Swim stimulus. Escape responses were elicited via electric shock applied to the tail (10 msec DC pulses, 10 Hz, 1 sec), using a pair of implanted 0.005-inch-diameter Teflon-coated silver wires (A-M Systems, Inc., Everett, WA). After removing ∼3 mm of insulation from one end, the wires were implanted by threading the exposed end through a 22½ gauge hypodermic needle, bending the end of the wire back into a barb, and then inserting the needle into the animal’s skin, after which it was withdrawn, leaving the barbed end of the wire embedded in the skin. After implanting two wires ∼1 cm apart, the animal was rested for several minutes.
The next step was to adjust, for each animal, the intensity of the shock used to elicit the swim response. Aversive stimuli produce a lowering (sensitization) of threshold in rested animals (Frost et al., 1998). To avoid such changes in threshold while setting shock intensity, all animals first received a single sensitizing (swim-eliciting) salt stimulus (0.15 ml of 4 m NaCl applied to the skin). Five minutes later, an escalating series of monophasic tail shocks were delivered (5 min interstimulus interval), starting at 10 V and doubling in intensity each time thereafter, until a swim of at least four cycles was obtained (shock range, 10–150 V). The last voltage was then multiplied by 1.5 (maximum voltage = 150 V), and that value was used throughout the training session, which began 5 min later. On average, each animal received three or four shocks while setting threshold. All shocks were delivered using a Grass S48 stimulator with an in-series 103 Ω resistor. The resistor was used to keep the current below the 100 mA overload level of the stimulator.
Prepulse Stimulus. The vibrotactile “prepulse” stimulus was delivered by pressing the tip of a 33-cm-long, 0.8-cm-diameter hollow glass rod taped against the long axis of an electric razor (model SS, Wahl Clipper Corp.), and activating the razor via a Grass S48 stimulator, which closed a relay inserted into the power cord of the razor. When the razor was on, it produced a 60 Hz vibration of the rod tip with a lateral deflection of ∼0.5 cm. The glass probe was removed from the animal’s skin immediately after the end of the prepulse. The prepulse stimulator also triggered the tail shock stimulator with a controllable delay. All stimulus parameters were monitored and adjusted using a Nicolet digital oscilloscope. Although the prepulse itself elicited rhinophore withdrawal, it was never, at any intensity, observed to elicit the swim itself.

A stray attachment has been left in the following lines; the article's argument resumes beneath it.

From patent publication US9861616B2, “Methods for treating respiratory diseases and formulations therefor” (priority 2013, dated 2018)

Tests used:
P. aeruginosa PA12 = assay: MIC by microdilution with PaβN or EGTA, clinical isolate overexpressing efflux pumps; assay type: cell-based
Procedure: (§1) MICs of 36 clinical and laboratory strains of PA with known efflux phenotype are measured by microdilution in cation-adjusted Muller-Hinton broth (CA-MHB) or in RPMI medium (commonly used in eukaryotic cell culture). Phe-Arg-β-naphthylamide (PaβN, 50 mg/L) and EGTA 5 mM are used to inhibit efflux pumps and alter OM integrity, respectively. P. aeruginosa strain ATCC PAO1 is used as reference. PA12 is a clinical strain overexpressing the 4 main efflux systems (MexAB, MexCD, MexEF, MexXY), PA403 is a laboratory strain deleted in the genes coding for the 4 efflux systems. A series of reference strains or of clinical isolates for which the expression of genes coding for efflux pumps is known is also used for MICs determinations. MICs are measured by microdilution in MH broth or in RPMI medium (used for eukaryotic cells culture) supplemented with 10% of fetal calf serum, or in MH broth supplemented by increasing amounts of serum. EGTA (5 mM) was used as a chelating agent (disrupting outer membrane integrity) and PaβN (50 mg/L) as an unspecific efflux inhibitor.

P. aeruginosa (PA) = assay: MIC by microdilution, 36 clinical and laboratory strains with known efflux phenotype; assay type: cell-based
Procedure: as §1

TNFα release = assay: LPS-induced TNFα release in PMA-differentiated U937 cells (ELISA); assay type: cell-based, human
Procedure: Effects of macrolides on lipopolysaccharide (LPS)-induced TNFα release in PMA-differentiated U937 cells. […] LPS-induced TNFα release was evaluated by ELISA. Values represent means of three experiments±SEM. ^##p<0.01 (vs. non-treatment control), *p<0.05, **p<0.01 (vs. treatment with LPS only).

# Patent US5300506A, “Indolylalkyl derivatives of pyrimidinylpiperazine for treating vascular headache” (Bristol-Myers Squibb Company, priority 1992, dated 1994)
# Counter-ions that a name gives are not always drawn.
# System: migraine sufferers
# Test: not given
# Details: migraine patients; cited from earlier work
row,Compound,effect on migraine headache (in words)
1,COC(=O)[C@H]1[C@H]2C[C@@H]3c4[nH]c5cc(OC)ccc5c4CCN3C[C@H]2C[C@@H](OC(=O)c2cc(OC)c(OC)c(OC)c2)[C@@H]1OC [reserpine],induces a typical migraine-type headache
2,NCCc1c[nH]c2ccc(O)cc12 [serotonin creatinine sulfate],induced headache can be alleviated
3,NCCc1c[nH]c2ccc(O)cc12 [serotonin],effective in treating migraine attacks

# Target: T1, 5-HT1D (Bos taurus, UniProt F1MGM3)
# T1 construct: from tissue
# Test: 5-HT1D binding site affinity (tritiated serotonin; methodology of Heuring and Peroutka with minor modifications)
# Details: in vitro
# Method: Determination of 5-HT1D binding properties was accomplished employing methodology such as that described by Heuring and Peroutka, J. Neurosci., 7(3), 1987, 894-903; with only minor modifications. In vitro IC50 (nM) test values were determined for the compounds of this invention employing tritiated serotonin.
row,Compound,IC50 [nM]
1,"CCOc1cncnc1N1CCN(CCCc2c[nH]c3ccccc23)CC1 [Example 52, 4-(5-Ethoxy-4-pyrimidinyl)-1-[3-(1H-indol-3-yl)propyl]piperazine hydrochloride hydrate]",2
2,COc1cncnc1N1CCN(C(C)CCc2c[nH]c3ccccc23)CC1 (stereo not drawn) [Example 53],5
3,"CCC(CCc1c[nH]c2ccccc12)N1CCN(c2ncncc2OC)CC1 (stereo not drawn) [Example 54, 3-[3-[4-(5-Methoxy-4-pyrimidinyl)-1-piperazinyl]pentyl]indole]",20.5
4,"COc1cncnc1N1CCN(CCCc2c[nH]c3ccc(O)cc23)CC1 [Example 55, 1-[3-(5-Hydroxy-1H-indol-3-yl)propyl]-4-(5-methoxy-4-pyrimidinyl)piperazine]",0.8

Electrophysiological methods. Animals were anesthetized by injecting ∼60 ml of a solution composed of half 350 mmMgCl2 and half artificial seawater (Instant Ocean, Aquarium Systems). A recording chamber was used in which the animal could be positioned dorsal side up, with the brain exposed and stabilized on the Sylgard surface of a 1-cm-diameter post rising from the chamber floor. A thin cylindrical sleeve, containing slits to allow the nerves passage, was raised around the brain, the slits were closed with Vaseline, and the brain and body chambers were perfused separately with saline. Saline composition was (in mm): 420 NaCl, 10 KCl, 10 CaCl2, 50 MgCl2, 10 HEPES, pH 7.6, and 11 D-glucose. The brain chamber was initially perfused at 2°C, during which the thin sheath enclosing the ganglia was removed to expose the neurons for intracellular recording. Once the neurons were exposed, both brain and body chambers were perfused at 11°C. Swim neurons (dorsal swim interneurons, ventral flexion neurons, and dorsal flexion neurons) were identified based on their location, size, color, synaptic connections with other identified neurons, and their activity during the swim motor program (Getting et al., 1980; Hume et al., 1982).
Data analysis. Data were analyzed with three types of statistical tests (Zar, 1984). For experiments involving dichotomous nominal scale variables (e.g., whether animals swam), the Cochran Q test was used to test for overall differences, followed by Marasculio and McSweeney post hoc tests for individual pairwise comparisons. For all experiments involving a single paired comparison between means, paired t tests were used. For those involving more than one such comparison, a repeated measures ANOVA was used, followed by Newman–Keuls post hoc tests.